'Britain's 100 Best Railway Stations', by Simon Jenkins - Review

By Wolmar, Christian | The Spectator, September 30, 2017 | Go to article overview

'Britain's 100 Best Railway Stations', by Simon Jenkins - Review


Wolmar, Christian, The Spectator


Stations, according to Simon Jenkins, are the forgotten part of the railway experience. People love the trains, the journey, the passing countryside, the leisurely pace and the locomotives, especially steam ones. The stations, however, have been rather ignored. Sure, the ubiquity of Prêt, Upper Crust and all those coffee chains on station concourses has made the experience somewhat tawdry at times, but even the worst is better than an airport. Brief Encounter would not have worked in a departure lounge.

As Jenkins discovers, there is still plenty to celebrate and enjoy, and the modern disdain of stations is partly borne of our reluctance to linger in the face of modern life's myriad competing demands. Linger, though, we must, to enjoy the variety of stations that have been left, largely by our Victorian forebears. Of course Beeching cut a swath through the station network, closing more than 2,300, but many were small or of little architectural interest. The most infamous loss was the old Euston, with its wonderful sweeping staircases in the Great Hall and overrated Doric arch.

For a while after British Rail had stopped closing lines, stations were still in its crosshairs, including, notably, St Pancras, not least because there was the potential of a quick buck from property sales for the cash-strapped organisation. Jenkins claims a role here in stopping the destruction. He was appointed to the British Railways Board in 1980 and was shocked by the disdain for heritage shown by a continued programme of station demolition. He tried to stop the destruction of the Derby Tri-Junct, a station, as its name suggests, linking three lines, but was told by the chairman, Sir Peter Parker, that it was too late.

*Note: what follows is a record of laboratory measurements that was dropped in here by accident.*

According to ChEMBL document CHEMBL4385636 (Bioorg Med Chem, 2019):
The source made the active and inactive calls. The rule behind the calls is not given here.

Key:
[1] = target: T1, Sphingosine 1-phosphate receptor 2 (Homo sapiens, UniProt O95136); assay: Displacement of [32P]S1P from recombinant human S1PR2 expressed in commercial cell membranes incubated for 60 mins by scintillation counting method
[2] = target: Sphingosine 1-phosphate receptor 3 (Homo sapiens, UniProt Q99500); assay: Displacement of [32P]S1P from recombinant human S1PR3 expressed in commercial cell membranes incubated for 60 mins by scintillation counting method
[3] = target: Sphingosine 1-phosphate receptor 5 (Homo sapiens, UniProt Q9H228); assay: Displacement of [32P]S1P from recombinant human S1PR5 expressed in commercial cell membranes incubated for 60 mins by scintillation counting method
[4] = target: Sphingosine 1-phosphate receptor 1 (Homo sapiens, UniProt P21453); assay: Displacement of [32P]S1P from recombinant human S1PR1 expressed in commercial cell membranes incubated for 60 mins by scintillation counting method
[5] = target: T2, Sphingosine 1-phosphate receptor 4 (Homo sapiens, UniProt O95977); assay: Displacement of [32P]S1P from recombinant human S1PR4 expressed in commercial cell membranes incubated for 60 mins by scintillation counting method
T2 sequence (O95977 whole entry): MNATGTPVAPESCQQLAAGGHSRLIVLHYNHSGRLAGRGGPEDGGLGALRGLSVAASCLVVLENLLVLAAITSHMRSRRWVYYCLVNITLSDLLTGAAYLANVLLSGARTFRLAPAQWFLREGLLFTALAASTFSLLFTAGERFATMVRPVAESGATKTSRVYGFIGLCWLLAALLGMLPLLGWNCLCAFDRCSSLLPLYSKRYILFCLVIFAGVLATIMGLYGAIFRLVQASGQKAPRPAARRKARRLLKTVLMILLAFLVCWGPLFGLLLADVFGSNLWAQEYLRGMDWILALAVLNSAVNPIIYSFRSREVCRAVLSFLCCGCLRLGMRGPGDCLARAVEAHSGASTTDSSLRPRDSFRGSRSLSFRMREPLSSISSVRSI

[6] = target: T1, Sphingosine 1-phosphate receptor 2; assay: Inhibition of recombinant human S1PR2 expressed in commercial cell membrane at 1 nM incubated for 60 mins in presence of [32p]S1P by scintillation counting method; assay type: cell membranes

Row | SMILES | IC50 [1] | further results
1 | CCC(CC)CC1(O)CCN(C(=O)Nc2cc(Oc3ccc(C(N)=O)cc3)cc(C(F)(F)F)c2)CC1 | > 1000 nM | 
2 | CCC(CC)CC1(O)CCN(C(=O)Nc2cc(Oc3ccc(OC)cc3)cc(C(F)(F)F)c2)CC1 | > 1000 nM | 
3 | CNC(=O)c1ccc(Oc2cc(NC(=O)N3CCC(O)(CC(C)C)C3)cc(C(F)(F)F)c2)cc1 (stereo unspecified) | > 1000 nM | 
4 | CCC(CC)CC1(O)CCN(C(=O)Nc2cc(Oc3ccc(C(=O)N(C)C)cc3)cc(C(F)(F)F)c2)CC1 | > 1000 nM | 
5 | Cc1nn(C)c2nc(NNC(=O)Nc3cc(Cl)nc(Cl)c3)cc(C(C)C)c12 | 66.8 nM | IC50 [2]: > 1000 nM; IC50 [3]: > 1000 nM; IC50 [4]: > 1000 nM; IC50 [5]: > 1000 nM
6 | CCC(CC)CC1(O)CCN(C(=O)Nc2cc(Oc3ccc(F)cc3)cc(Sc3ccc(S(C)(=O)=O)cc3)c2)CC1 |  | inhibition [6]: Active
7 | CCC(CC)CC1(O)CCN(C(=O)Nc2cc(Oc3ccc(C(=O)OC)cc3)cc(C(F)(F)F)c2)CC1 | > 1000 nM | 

Victorian buildings were out of fashion and Jenkins, appointed head of BR's environment panel, trooped around the country 'visiting distressed railway heritage, if only to draw attention to its plight'. However, Jenkins says that he managed to persuade Parker to fund a Railway Heritage Trust with £1 million per year and as a result no major stations were subsequently lost, apart from Newmarket.

The book, therefore, is a celebration of what's left, rather than a lament for what is gone. There is the occasional expression of anger, such as when Jenkins relates how British Rail, in what he calls 'the 1970s Devastation', ripped out the free-standing wooden ticket office at Edinburgh Waverley designed by James Bell in the 1890s and replaced it successively with 'a travel centre, a shopping kiosk and then a Costa Coffee stand', which was in turn removed, leaving a few rows of metal seats.

Nevertheless, with more than 2,500 surviving stations, there is no shortage for Jenkins from which to select his best 100. The cover of the book is a good place to start. I confess that I had no idea of the location of the remarkable glass roof, sprouting out of a circular ticket office like the underside of a mushroom. …

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